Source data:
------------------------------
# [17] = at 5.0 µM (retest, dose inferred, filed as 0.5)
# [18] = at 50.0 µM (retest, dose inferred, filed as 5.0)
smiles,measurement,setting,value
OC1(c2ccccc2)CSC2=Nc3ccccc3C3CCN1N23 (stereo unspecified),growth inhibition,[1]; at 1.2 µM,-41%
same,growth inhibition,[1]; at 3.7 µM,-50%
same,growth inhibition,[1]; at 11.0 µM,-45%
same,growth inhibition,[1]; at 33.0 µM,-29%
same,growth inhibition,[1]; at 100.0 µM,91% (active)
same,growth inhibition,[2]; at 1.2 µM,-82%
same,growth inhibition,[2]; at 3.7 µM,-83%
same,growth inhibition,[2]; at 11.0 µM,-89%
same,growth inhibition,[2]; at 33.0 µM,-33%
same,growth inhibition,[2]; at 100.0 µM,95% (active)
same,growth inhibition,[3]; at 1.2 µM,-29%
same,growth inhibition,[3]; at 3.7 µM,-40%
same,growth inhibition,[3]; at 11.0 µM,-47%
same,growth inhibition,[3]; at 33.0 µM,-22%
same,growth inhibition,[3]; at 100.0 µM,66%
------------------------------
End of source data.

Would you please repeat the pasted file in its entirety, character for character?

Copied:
# [17] = at 5.0 µM (retest, dose inferred, filed as 0.5)
# [18] = at 50.0 µM (retest, dose inferred, filed as 5.0)
smiles,measurement,setting,value
OC1(c2ccccc2)CSC2=Nc3ccccc3C3CCN1N23 (stereo unspecified),growth inhibition,[1]; at 1.2 µM,-41%
same,growth inhibition,[1]; at 3.7 µM,-50%
same,growth inhibition,[1]; at 11.0 µM,-45%
same,growth inhibition,[1]; at 33.0 µM,-29%
same,growth inhibition,[1]; at 100.0 µM,91% (active)
same,growth inhibition,[2]; at 1.2 µM,-82%
same,growth inhibition,[2]; at 3.7 µM,-83%
same,growth inhibition,[2]; at 11.0 µM,-89%
same,growth inhibition,[2]; at 33.0 µM,-33%
same,growth inhibition,[2]; at 100.0 µM,95% (active)
same,growth inhibition,[3]; at 1.2 µM,-29%
same,growth inhibition,[3]; at 3.7 µM,-40%
same,growth inhibition,[3]; at 11.0 µM,-47%
same,growth inhibition,[3]; at 33.0 µM,-22%
same,growth inhibition,[3]; at 100.0 µM,66%